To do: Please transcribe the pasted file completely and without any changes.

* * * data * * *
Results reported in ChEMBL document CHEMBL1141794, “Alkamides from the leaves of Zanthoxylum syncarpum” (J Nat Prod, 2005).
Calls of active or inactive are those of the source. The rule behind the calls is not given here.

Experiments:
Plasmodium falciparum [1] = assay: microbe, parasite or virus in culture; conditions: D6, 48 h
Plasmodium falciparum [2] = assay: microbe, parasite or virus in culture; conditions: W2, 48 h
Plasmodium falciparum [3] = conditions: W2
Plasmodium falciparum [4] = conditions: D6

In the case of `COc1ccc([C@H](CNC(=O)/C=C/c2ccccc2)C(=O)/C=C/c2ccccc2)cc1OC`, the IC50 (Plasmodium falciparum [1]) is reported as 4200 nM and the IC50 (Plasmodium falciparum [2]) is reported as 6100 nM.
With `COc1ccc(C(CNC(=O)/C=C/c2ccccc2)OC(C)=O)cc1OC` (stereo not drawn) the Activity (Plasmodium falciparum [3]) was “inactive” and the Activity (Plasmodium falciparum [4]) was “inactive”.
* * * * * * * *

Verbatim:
Results reported in ChEMBL document CHEMBL1141794, “Alkamides from the leaves of Zanthoxylum syncarpum” (J Nat Prod, 2005).
Calls of active or inactive are those of the source. The rule behind the calls is not given here.

Experiments:
Plasmodium falciparum [1] = assay: microbe, parasite or virus in culture; conditions: D6, 48 h
Plasmodium falciparum [2] = assay: microbe, parasite or virus in culture; conditions: W2, 48 h
Plasmodium falciparum [3] = conditions: W2
Plasmodium falciparum [4] = conditions: D6

In the case of `COc1ccc([C@H](CNC(=O)/C=C/c2ccccc2)C(=O)/C=C/c2ccccc2)cc1OC`, the IC50 (Plasmodium falciparum [1]) is reported as 4200 nM and the IC50 (Plasmodium falciparum [2]) is reported as 6100 nM.
With `COc1ccc(C(CNC(=O)/C=C/c2ccccc2)OC(C)=O)cc1OC` (stereo not drawn) the Activity (Plasmodium falciparum [3]) was “inactive” and the Activity (Plasmodium falciparum [4]) was “inactive”.